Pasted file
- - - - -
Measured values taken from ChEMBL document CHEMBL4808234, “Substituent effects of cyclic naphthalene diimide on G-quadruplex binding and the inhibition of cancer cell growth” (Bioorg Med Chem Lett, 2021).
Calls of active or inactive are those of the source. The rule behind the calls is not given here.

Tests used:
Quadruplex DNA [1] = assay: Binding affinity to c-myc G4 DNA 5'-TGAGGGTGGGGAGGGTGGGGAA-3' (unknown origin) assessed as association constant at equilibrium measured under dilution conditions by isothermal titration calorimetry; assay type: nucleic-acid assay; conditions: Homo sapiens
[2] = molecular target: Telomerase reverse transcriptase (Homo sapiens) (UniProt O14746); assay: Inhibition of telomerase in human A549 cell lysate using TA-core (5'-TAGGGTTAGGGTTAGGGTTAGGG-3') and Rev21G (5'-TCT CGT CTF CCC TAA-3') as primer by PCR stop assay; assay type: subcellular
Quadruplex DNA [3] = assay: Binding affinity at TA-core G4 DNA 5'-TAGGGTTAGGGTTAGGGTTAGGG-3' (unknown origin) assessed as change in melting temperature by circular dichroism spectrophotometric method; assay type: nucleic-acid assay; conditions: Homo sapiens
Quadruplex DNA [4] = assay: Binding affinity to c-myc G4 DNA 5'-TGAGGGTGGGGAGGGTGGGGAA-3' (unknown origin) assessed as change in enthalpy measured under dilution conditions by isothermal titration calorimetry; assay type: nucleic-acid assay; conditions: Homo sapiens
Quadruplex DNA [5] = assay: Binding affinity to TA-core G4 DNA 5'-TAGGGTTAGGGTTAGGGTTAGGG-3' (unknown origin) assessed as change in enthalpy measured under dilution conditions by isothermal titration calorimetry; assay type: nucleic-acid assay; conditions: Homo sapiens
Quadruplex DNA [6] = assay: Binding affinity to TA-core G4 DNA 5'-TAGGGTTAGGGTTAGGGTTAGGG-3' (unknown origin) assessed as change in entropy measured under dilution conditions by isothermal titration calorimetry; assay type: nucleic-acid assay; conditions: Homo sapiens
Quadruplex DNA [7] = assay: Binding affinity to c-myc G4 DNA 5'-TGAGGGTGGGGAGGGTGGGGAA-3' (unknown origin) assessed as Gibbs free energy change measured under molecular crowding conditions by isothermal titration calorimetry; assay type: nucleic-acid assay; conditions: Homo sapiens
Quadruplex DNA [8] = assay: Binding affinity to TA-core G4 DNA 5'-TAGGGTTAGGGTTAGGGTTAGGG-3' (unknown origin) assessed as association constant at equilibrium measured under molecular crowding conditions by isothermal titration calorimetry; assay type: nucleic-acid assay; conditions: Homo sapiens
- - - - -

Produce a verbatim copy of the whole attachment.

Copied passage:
Measured values taken from ChEMBL document CHEMBL4808234, “Substituent effects of cyclic naphthalene diimide on G-quadruplex binding and the inhibition of cancer cell growth” (Bioorg Med Chem Lett, 2021).
Calls of active or inactive are those of the source. The rule behind the calls is not given here.

Tests used:
Quadruplex DNA [1] = assay: Binding affinity to c-myc G4 DNA 5'-TGAGGGTGGGGAGGGTGGGGAA-3' (unknown origin) assessed as association constant at equilibrium measured under dilution conditions by isothermal titration calorimetry; assay type: nucleic-acid assay; conditions: Homo sapiens
[2] = molecular target: Telomerase reverse transcriptase (Homo sapiens) (UniProt O14746); assay: Inhibition of telomerase in human A549 cell lysate using TA-core (5'-TAGGGTTAGGGTTAGGGTTAGGG-3') and Rev21G (5'-TCT CGT CTF CCC TAA-3') as primer by PCR stop assay; assay type: subcellular
Quadruplex DNA [3] = assay: Binding affinity at TA-core G4 DNA 5'-TAGGGTTAGGGTTAGGGTTAGGG-3' (unknown origin) assessed as change in melting temperature by circular dichroism spectrophotometric method; assay type: nucleic-acid assay; conditions: Homo sapiens
Quadruplex DNA [4] = assay: Binding affinity to c-myc G4 DNA 5'-TGAGGGTGGGGAGGGTGGGGAA-3' (unknown origin) assessed as change in enthalpy measured under dilution conditions by isothermal titration calorimetry; assay type: nucleic-acid assay; conditions: Homo sapiens
Quadruplex DNA [5] = assay: Binding affinity to TA-core G4 DNA 5'-TAGGGTTAGGGTTAGGGTTAGGG-3' (unknown origin) assessed as change in enthalpy measured under dilution conditions by isothermal titration calorimetry; assay type: nucleic-acid assay; conditions: Homo sapiens
Quadruplex DNA [6] = assay: Binding affinity to TA-core G4 DNA 5'-TAGGGTTAGGGTTAGGGTTAGGG-3' (unknown origin) assessed as change in entropy measured under dilution conditions by isothermal titration calorimetry; assay type: nucleic-acid assay; conditions: Homo sapiens
Quadruplex DNA [7] = assay: Binding affinity to c-myc G4 DNA 5'-TGAGGGTGGGGAGGGTGGGGAA-3' (unknown origin) assessed as Gibbs free energy change measured under molecular crowding conditions by isothermal titration calorimetry; assay type: nucleic-acid assay; conditions: Homo sapiens
Quadruplex DNA [8] = assay: Binding affinity to TA-core G4 DNA 5'-TAGGGTTAGGGTTAGGGTTAGGG-3' (unknown origin) assessed as association constant at equilibrium measured under molecular crowding conditions by isothermal titration calorimetry; assay type: nucleic-acid assay; conditions: Homo sapiens